1. A method for creating the appearance of continual motion of at least one element, where the element is a center shape or a globally defined shape, the method comprising incorporating stationary motion pixels into the at least one element,
- wherein the stationary motion pixels comprise at least three sub-elements, each sub-element having a modulating luminance that is sinusoidally varied in time, and having a mean, an amplitude, a frequency, and a phase, and having a variable width; where the appearance of motion of the element is produced by varying the phase of the modulation of the sub-elements relative to each other.
2. The method of claim 1, wherein the motion pixels define the border of an enclosed shape or are arranged to define a global shape or pattern.
3. The method of claim 1, wherein varying the modulation phase of the sub-elements results in the appearance of motion of the global shape in a particular direction, a particular rotation, or to distort the global shape.
4. The method of claim 1, wherein the appearance of motion of the element is ceased by narrowing the width of the sub-elements or by increasing an observer's distance from the display so that the sub-elements create an image on the back of the eye that is too small to be discerned by the visual system, or by decreasing the amplitude contrast of the modulation of the sub-elements relative to one another to a level that cannot be discriminated by the visual system.
5. The method of claim 1, wherein the appearance of motion of the element is ceased or made to change direction by altering the modulation phase of the sub-elements relative to one another.
6. The method of claim 1, wherein the element comprises multiple or repeated center figures or global shapes so as to increase the strength of the motion phenomena.
7. The method of claim 1, further comprising a method for testing visual acuity, the method comprising presenting the appearance of continual motion of claim 1 to a subject, and receiving feedback from the subject as to the perception of motion of the element(s) as a result of viewing.
8. A method for testing visual acuity in a subject, the method comprising
- (a) displaying to a subject, an image comprising of an array of motion pixels comprising sub-elements, and enclosing a center shape or defining a global figure,
- (b) varying at least one component of the sub-elements selected from luminance levels, contrast, phase, modulation amplitude, width, or viewing distance between the subject and the sub-elements, to create the appearance of motion in the center shape or global figure,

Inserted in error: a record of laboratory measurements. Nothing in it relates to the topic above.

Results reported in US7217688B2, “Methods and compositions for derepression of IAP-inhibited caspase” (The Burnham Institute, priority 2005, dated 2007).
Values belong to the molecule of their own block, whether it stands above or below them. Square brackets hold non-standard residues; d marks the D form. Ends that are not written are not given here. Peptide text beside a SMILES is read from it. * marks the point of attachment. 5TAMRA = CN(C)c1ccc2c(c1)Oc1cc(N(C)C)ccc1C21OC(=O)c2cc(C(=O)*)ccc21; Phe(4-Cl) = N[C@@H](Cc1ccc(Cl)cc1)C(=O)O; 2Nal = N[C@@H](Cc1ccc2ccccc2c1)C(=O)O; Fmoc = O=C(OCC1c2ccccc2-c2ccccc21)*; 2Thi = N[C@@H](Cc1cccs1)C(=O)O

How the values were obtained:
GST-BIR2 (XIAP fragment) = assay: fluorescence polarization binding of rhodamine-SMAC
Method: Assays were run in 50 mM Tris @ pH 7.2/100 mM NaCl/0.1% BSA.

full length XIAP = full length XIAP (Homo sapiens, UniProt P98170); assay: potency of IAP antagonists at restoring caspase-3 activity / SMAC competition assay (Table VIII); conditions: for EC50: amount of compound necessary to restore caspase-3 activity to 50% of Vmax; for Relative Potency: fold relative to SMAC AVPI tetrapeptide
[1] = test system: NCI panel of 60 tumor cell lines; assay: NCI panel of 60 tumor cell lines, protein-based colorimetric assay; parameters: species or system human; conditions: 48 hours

- (c) ascertaining whether the subject can perceive movement in the center shape or global figure, and
- (d) recording the subject's perception of motion or adjusting the features so as to null or change the perceived motion.
9. The method of claim 8, wherein if the subject perceived motion, the subject's perception of the direction of motion is also determined, thereby obtaining a measure of the visual acuity and contrast sensitivity of the subject.
10. The method of claim 8, wherein the luminance levels, contrast, relative phase, modulation amplitude, width, or viewing distance of the sub-elements are varied systematically until the subject perceives, does not perceive, or reverses the direction of motion.
11. The method of claim 8 wherein the image is displayed on a monitor, virtual reality headset, mobile device, or projection device.
12. The method of claim 8, wherein based on the subject's feedback, at least one component of the sub-elements is further varied to change perceivability or direction of the motion of the global figure or enclosed shape.
13. The method of claim 8, further comprising the use of an eye-tracking device, where at least one of speed or direction of eye movement is used to indicate the direction of motion perceived by the subject.
14. The method of claim 13, wherein data obtained from the eye tracking device is correlated with the onset of, and/or any changes to, the image displayed to the subject.
15. The method of claim 8, wherein the image is presented in the visual periphery of the subject and the method tests visual characteristics of the subject's peripheral vision.
16. The method of claim 8, wherein the image comprises motion pixels which are embedded in a larger field of motion pixels, where only a subset of the motion pixels are correlated to create the perception of a motion and to define a single moving shape in a field, and ascertaining whether the subject can identify the moving shape.
17. The method of claim 8, wherein the image comprises motion pixels which are embedded in larger fields of motion pixels, where the field comprises multiple subsets, each subset correlated to create the perception of a motion and to define a moving shape in a field, such that a single shape moves in one direction, and other shapes move in other directions, and ascertaining whether the subject can identify the shape moving in a different direction from the other shapes.
18. A method for enhancing visual performance, the method comprising
- (a) displaying to a periphery of a subject, an image comprising a center shape, the center shape having a plurality of edges, and a surrounding field, wherein the edges have a first luminance and width, and the surrounding field has a second luminance, varying at least one of the first luminance or width of at least one of the plurality of edges of the center shape, such that the variation is sinusoidal and having a mean, an amplitude, a frequency and a first phase, and co-varying the second luminance of the surrounding field, such that variation is sinusoidal and having a mean, an amplitude, a frequency and a second phase,
- (b) creating a difference between the first phase and the second phase, and
- (c) ascertaining whether the subject can perceive movement in the center shape.